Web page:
The Christian Association of Nigeria (CAN) has requested the United States Government to provide the data used to delist Nigeria from ‘Countries of Particular Concern’ regarding freedom of religion.
CAN asked if the US was unaware that Boko Haram, Islamic State’s West Africa Province (ISWAP), bandits and violent herdsmen still attack Christians.
The President, Rev Samson Ayokunle, in a statement on Saturday, regretted that America did not contact the body before taking its decision.
The leader noted that CAN would have compared their statistics then and now with its own.
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He said whatever the parameters, “The prayer is Nigeria would be a country where no religious group is persecuted and our government ensures religiously-biased policies are discontinued”.
The President said terrorists’ agenda was to “wipe away Christianity and plant Islam as the only religion from the North down to the Atlantic Ocean in the South”.
Ayokunle informed the US that the bandits have joined other militant Islamic groups, “ferociously attacking churches, killing worshippers and kidnapping for ransom”.
The herdsmen are equally doing their havoc. We have lost many people and places of worship to their assault.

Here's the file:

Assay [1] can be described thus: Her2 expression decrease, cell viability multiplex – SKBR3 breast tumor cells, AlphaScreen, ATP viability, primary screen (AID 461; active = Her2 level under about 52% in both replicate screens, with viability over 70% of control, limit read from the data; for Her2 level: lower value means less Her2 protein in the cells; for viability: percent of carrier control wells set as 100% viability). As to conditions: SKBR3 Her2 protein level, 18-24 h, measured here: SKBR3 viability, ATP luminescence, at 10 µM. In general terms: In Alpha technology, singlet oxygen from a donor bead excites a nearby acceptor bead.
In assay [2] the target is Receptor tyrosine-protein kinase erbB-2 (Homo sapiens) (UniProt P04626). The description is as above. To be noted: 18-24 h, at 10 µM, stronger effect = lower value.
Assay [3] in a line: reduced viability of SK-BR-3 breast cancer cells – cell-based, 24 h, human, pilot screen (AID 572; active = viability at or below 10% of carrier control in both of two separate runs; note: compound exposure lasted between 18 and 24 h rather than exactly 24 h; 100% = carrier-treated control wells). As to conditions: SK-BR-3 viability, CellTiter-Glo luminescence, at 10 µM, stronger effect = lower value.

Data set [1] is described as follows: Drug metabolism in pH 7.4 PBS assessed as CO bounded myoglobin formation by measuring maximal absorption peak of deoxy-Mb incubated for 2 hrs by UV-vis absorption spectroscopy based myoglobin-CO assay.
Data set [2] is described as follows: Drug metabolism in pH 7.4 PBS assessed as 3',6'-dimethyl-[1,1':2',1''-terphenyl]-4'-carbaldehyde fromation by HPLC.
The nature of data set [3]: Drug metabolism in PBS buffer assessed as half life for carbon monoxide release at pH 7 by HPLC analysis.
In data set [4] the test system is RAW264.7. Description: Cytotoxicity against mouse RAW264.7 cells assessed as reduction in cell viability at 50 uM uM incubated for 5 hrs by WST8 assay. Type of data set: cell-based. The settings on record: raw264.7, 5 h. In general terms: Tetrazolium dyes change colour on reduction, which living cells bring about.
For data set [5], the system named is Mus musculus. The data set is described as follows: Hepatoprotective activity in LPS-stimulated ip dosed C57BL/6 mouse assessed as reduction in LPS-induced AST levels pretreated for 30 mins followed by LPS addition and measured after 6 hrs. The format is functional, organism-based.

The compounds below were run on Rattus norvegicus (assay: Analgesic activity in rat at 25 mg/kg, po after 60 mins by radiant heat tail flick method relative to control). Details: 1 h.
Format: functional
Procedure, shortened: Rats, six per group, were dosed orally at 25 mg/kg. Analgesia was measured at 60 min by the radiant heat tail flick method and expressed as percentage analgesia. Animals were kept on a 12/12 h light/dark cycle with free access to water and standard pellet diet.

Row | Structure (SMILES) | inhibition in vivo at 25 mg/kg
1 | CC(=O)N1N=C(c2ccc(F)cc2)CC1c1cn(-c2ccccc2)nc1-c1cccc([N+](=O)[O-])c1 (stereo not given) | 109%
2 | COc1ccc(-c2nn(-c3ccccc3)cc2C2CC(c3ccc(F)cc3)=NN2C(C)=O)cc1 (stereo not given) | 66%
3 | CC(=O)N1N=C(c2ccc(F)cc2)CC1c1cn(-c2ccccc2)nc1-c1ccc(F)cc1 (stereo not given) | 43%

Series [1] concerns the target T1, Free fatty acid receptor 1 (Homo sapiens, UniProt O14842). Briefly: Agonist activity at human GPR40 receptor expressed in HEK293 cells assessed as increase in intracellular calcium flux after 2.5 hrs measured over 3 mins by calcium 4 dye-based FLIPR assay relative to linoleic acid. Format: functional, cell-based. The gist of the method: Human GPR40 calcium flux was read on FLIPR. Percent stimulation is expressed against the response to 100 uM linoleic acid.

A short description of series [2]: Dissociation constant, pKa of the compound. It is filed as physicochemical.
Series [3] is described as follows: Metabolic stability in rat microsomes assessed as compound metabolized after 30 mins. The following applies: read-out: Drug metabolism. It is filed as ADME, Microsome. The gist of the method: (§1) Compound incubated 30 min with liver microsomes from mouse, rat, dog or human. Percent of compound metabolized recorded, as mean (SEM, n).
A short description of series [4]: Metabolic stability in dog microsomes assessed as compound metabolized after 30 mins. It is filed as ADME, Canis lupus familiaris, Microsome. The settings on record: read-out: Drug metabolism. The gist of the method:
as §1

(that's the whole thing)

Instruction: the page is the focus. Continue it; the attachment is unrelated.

The madness has grown now and those who are not Christians are being attacked, killed and kidnapped.
“This is because these criminal acts have become a lucrative business and it is whoever you can kidnap for money!”
Ayokunle maintains all right-thinking people would continue to ask the US to let the world know what has changed.
Citing examples, the cleric accused many Northern states of failing to reverse the policy which denies Christians the Certificate of Occupancy to build churches.
He complained that the states do not allow Christian students to study Christian Religious Studies in public schools.
Ayokunle said Christian students are denied admission to government universities to study courses like Law and Medicine, among others.
The statement reminded America that Leah Sharibu and students kidnapped from Bethel Baptist High School were left with the kidnappers “without any purposeful rescue mission”.
“The relatives and churches of the kidnapped people are being forced to pay ransoms worth millions of Naira to secure their people or children!
The Federal Government refused to see banditry as terrorism and has therefore refused to label them as terrorists. For whose good is this?
Is it because the bandits are close to those in government or because of religious consideration?”, Ayokunle quipped.
He expressed dismay that terrorists who surrendered or were captured are not prosecuted but cared for under the Buhari administration’s rehabilitation programme.
These people sent many people to early graves! Is this action of government fair to the people they killed and the rest of us traumatized and put in sadness.”.
Ayokunle disclosed that religious persecution and discrimination will be discussed at the next Nigeria Inter-Religious Council (NIREC).
This, according to him, would douse tension and foster a harmonious relationship between religious adherents in the country.